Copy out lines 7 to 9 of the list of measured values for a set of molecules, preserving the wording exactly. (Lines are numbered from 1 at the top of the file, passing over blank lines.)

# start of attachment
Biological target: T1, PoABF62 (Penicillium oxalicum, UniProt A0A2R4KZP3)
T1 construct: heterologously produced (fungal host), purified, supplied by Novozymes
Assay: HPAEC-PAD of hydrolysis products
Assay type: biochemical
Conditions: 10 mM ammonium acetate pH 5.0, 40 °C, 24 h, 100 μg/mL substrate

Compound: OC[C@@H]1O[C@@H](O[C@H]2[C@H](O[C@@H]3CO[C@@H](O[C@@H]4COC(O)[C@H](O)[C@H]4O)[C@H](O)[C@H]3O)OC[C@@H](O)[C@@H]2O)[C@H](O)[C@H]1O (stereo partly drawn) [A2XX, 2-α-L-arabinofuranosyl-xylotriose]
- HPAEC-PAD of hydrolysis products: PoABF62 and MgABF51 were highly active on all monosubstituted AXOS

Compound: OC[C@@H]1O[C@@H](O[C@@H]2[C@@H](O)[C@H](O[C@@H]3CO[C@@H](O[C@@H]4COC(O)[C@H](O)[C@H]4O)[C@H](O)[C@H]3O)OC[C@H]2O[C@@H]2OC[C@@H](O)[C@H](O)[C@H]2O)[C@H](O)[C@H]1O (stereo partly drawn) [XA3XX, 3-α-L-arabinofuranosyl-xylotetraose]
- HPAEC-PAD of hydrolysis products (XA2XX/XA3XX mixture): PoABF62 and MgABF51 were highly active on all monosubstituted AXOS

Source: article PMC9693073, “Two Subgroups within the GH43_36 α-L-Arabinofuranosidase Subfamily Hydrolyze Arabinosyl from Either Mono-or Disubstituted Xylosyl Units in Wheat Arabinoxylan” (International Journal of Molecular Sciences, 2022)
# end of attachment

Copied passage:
- HPAEC-PAD of hydrolysis products: PoABF62 and MgABF51 were highly active on all monosubstituted AXOS

Compound: OC[C@@H]1O[C@@H](O[C@@H]2[C@@H](O)[C@H](O[C@@H]3CO[C@@H](O[C@@H]4COC(O)[C@H](O)[C@H]4O)[C@H](O)[C@H]3O)OC[C@H]2O[C@@H]2OC[C@@H](O)[C@H](O)[C@H]2O)[C@H](O)[C@H]1O (stereo partly drawn) [XA3XX, 3-α-L-arabinofuranosyl-xylotetraose]
- HPAEC-PAD of hydrolysis products (XA2XX/XA3XX mixture): PoABF62 and MgABF51 were highly active on all monosubstituted AXOS